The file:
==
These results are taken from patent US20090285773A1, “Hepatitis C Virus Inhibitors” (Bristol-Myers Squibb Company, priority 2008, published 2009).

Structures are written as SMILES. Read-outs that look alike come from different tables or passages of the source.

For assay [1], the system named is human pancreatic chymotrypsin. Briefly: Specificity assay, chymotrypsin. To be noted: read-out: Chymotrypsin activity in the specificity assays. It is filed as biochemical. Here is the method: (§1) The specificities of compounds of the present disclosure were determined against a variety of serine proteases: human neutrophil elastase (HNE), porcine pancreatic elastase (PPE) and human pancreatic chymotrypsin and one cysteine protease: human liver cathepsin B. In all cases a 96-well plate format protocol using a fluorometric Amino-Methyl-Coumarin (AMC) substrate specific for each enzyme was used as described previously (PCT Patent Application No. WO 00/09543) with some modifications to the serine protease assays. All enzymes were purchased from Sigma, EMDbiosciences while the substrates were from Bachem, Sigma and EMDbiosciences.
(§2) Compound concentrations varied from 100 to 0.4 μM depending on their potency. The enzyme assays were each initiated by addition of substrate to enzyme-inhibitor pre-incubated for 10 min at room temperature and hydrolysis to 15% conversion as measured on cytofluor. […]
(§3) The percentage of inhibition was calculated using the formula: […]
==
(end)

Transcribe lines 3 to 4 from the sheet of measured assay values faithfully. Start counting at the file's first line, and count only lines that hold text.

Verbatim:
For assay [1], the system named is human pancreatic chymotrypsin. Briefly: Specificity assay, chymotrypsin. To be noted: read-out: Chymotrypsin activity in the specificity assays. It is filed as biochemical. Here is the method: (§1) The specificities of compounds of the present disclosure were determined against a variety of serine proteases: human neutrophil elastase (HNE), porcine pancreatic elastase (PPE) and human pancreatic chymotrypsin and one cysteine protease: human liver cathepsin B. In all cases a 96-well plate format protocol using a fluorometric Amino-Methyl-Coumarin (AMC) substrate specific for each enzyme was used as described previously (PCT Patent Application No. WO 00/09543) with some modifications to the serine protease assays. All enzymes were purchased from Sigma, EMDbiosciences while the substrates were from Bachem, Sigma and EMDbiosciences.
(§2) Compound concentrations varied from 100 to 0.4 μM depending on their potency. The enzyme assays were each initiated by addition of substrate to enzyme-inhibitor pre-incubated for 10 min at room temperature and hydrolysis to 15% conversion as measured on cytofluor. […]